For months, we've been hearing the word "autonomy" when it comes to the five wealthiest conferences in college sports, aka The Power 5. Wednesday was the first day that autonomy structure went into effect, the the Power 5 outlined some of the changes it plans to make.
Per the Associated Press, some of those changes include:
- Funding athletic scholarships that would cover the full cost of tuition.
- Guaranteeing multiyear scholarships for athletes.
- Lifetime scholarship guarantees that would allow former athletes to return to school at any time and complete their degrees.
- Providing long-term health care and insurance to former athletes.
No rule change can occur until the start of the 2015-2016 season and the Pac-12 presidents and chancellors will meet later this month to discuss how best to implement the changes. These reforms are consistent with a letter the Pac-12 sent out in May proposing several changes to the current structure.
“Student-athletes make tremendous contributions to their schools on and off the field and we want to boost the assistance they receive,” said Pac-12 Commissioner Larry Scott in a release sent out by the conference on Wednesday. “Better meeting their evolving needs will allow us to preserve, and improve upon, the existing collegiate experience that has provided millions of student-athletes access to higher education and transformed the lives of so many young men and women.”
What might have been
There was a chance that Jameis Winston might have ended up in the Pac-12. For those who remember the 2012 recruiting season, the Stanford Cardinal were hopeful that Winston might break his commitment to Florida State and end up on the West Coast.
Jon Wilner of the San Jose Mercury News wonderfully weaves in a Gwyneth Paltrow reference -- because, why not? -- when running the subject by coach David Shaw.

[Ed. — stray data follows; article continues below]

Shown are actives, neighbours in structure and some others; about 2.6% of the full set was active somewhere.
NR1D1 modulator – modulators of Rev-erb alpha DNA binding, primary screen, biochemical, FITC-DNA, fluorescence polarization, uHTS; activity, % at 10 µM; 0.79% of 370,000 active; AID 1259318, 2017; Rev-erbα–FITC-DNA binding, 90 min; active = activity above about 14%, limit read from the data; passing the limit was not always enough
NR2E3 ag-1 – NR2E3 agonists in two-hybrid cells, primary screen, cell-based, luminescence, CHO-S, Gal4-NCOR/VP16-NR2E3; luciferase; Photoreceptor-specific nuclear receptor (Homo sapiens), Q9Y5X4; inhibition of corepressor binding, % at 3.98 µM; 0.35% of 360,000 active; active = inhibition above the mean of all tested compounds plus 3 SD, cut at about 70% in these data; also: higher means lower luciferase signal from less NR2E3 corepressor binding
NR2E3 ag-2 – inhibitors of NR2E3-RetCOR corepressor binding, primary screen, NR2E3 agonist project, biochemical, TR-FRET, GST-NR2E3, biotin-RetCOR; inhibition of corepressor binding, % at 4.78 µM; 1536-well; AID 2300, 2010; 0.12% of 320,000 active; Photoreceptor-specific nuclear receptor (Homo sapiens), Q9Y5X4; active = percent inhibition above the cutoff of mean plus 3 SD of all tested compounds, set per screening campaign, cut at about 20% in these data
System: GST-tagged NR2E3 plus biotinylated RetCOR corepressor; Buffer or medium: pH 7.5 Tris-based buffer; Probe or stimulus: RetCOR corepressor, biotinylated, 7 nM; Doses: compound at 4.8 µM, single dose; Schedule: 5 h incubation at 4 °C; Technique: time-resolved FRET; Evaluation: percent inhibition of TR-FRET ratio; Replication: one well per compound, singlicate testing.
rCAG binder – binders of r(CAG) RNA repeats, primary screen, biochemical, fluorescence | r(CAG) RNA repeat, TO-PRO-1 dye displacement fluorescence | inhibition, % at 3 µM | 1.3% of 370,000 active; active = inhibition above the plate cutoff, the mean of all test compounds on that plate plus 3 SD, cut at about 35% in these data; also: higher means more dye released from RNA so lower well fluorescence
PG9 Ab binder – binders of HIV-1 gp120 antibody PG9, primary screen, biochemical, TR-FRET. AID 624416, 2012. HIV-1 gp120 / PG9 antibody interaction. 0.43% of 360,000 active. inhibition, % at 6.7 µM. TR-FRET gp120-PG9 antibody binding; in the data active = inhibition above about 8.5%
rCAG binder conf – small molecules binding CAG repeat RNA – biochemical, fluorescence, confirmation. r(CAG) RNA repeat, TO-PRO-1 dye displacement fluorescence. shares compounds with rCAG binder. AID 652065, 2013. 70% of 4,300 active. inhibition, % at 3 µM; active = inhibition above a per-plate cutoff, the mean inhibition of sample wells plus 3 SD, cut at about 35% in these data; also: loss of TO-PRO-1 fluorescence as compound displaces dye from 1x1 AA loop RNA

Here's what Shaw told Wilner:
There are so many what-ifs during recruiting. There are players on lots of teams who could have ended up here ... It’s two different environments; it’s two different places. I don’t know what would have happened.
It's an interesting read from Wilner with a couple more quotes from Shaw.
- Look for the Wildcats to key in on Marcus Mariota (I'm no defensive mastermind, but that seems like a decent plan).
- Some defensive lessons learned for ASU.
- Sonny Dykes isn't sure what to make of his defense yet.
- Colorado loses Elijah Dunston for the year with a knee injury.
- An interesting chart from Pete Roussel comparing the top teams in the country, including Oregon.
- Neat story about the history between Colorado's Nelson Spruce and OSU's Richard Mullaney.
- A Stanford-Notre Dame preview.
- UCLA DC says Bruins ran out of gas last week.
- Justin Davis talks about getting back on track after his injury.
- Plenty of Utes heading home to California.
- Washington offensive line coach Chris Strausser talks shop.
- After a slow start, WSU's defense is making a comeback.
A hilarious segment from USC with their players and coaches reading each other's tweets.
Awesome Mac quote.
#CUBuffs coach Mike MacIntyre was asked why OSU had trouble moving ball against USC "The USC dudes on the other side. They got some dudes."— Kyle Ringo (@KyleRingo) October 1, 2014
Todd Graham has talked about putting up fences to keep Arizona guys in state. Billboards will have to do while the fences are under construction.
But hey, everyone is a winner because if there's a weekend in which Montgomery's bowling-ball TD is the fifth-most-impressive play, that must mean the weekend was jam-packed with great football. Take that, SEC.
Now, on to our favorite part of this feature: viewer and reader reactions. We asked the Twitterverse to best express their reaction or description of Adams' play in 140 characters or less.
From the UCLA supporters:
@ESPN_Pac12blog just goes to show you that the ASU offense can't tackle any better than their defense— John (@Tribs824) September 30, 2014